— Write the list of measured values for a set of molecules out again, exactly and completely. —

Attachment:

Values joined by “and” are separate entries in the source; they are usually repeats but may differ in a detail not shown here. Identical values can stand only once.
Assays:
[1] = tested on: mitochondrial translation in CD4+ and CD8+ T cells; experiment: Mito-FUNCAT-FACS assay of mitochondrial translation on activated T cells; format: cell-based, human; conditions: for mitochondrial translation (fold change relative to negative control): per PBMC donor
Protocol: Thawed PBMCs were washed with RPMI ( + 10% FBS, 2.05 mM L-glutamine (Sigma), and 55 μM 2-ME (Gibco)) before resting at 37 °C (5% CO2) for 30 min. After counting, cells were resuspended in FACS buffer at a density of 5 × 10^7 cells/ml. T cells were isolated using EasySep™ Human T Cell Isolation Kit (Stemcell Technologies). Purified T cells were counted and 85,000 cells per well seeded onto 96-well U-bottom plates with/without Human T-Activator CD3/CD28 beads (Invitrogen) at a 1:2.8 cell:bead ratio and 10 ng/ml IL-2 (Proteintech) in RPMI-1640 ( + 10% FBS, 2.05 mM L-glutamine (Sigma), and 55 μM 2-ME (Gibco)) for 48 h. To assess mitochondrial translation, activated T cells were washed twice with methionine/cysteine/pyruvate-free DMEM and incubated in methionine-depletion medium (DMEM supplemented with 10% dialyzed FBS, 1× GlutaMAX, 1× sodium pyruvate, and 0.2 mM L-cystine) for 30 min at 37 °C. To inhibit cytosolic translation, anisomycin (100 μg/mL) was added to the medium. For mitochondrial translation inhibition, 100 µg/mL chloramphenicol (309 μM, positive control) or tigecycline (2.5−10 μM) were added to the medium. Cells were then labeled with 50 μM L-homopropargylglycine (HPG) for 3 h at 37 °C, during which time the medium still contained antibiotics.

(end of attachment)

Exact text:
Values joined by “and” are separate entries in the source; they are usually repeats but may differ in a detail not shown here. Identical values can stand only once.
Assays:
[1] = tested on: mitochondrial translation in CD4+ and CD8+ T cells; experiment: Mito-FUNCAT-FACS assay of mitochondrial translation on activated T cells; format: cell-based, human; conditions: for mitochondrial translation (fold change relative to negative control): per PBMC donor
Protocol: Thawed PBMCs were washed with RPMI ( + 10% FBS, 2.05 mM L-glutamine (Sigma), and 55 μM 2-ME (Gibco)) before resting at 37 °C (5% CO2) for 30 min. After counting, cells were resuspended in FACS buffer at a density of 5 × 10^7 cells/ml. T cells were isolated using EasySep™ Human T Cell Isolation Kit (Stemcell Technologies). Purified T cells were counted and 85,000 cells per well seeded onto 96-well U-bottom plates with/without Human T-Activator CD3/CD28 beads (Invitrogen) at a 1:2.8 cell:bead ratio and 10 ng/ml IL-2 (Proteintech) in RPMI-1640 ( + 10% FBS, 2.05 mM L-glutamine (Sigma), and 55 μM 2-ME (Gibco)) for 48 h. To assess mitochondrial translation, activated T cells were washed twice with methionine/cysteine/pyruvate-free DMEM and incubated in methionine-depletion medium (DMEM supplemented with 10% dialyzed FBS, 1× GlutaMAX, 1× sodium pyruvate, and 0.2 mM L-cystine) for 30 min at 37 °C. To inhibit cytosolic translation, anisomycin (100 μg/mL) was added to the medium. For mitochondrial translation inhibition, 100 µg/mL chloramphenicol (309 μM, positive control) or tigecycline (2.5−10 μM) were added to the medium. Cells were then labeled with 50 μM L-homopropargylglycine (HPG) for 3 h at 37 °C, during which time the medium still contained antibiotics.